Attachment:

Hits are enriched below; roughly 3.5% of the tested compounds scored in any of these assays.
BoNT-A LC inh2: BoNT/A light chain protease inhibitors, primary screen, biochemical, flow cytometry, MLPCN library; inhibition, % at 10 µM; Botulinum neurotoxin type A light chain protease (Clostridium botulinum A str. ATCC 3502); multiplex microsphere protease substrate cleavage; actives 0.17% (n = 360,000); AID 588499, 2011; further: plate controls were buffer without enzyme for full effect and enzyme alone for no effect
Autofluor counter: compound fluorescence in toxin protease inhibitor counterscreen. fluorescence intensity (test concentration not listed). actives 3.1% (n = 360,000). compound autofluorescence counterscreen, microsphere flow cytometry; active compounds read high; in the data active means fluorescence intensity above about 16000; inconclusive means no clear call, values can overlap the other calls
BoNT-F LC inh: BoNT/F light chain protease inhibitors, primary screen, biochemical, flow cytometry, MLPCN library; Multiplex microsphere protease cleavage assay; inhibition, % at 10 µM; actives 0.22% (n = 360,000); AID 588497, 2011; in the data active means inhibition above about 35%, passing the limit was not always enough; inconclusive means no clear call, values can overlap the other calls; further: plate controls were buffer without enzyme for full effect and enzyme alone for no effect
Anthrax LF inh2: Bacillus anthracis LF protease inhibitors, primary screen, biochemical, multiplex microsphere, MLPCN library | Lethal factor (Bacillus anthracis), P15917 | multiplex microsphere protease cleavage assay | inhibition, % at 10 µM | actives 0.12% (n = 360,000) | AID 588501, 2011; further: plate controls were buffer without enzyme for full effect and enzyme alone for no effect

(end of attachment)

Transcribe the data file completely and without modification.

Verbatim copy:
Hits are enriched below; roughly 3.5% of the tested compounds scored in any of these assays.
BoNT-A LC inh2: BoNT/A light chain protease inhibitors, primary screen, biochemical, flow cytometry, MLPCN library; inhibition, % at 10 µM; Botulinum neurotoxin type A light chain protease (Clostridium botulinum A str. ATCC 3502); multiplex microsphere protease substrate cleavage; actives 0.17% (n = 360,000); AID 588499, 2011; further: plate controls were buffer without enzyme for full effect and enzyme alone for no effect
Autofluor counter: compound fluorescence in toxin protease inhibitor counterscreen. fluorescence intensity (test concentration not listed). actives 3.1% (n = 360,000). compound autofluorescence counterscreen, microsphere flow cytometry; active compounds read high; in the data active means fluorescence intensity above about 16000; inconclusive means no clear call, values can overlap the other calls
BoNT-F LC inh: BoNT/F light chain protease inhibitors, primary screen, biochemical, flow cytometry, MLPCN library; Multiplex microsphere protease cleavage assay; inhibition, % at 10 µM; actives 0.22% (n = 360,000); AID 588497, 2011; in the data active means inhibition above about 35%, passing the limit was not always enough; inconclusive means no clear call, values can overlap the other calls; further: plate controls were buffer without enzyme for full effect and enzyme alone for no effect
Anthrax LF inh2: Bacillus anthracis LF protease inhibitors, primary screen, biochemical, multiplex microsphere, MLPCN library | Lethal factor (Bacillus anthracis), P15917 | multiplex microsphere protease cleavage assay | inhibition, % at 10 µM | actives 0.12% (n = 360,000) | AID 588501, 2011; further: plate controls were buffer without enzyme for full effect and enzyme alone for no effect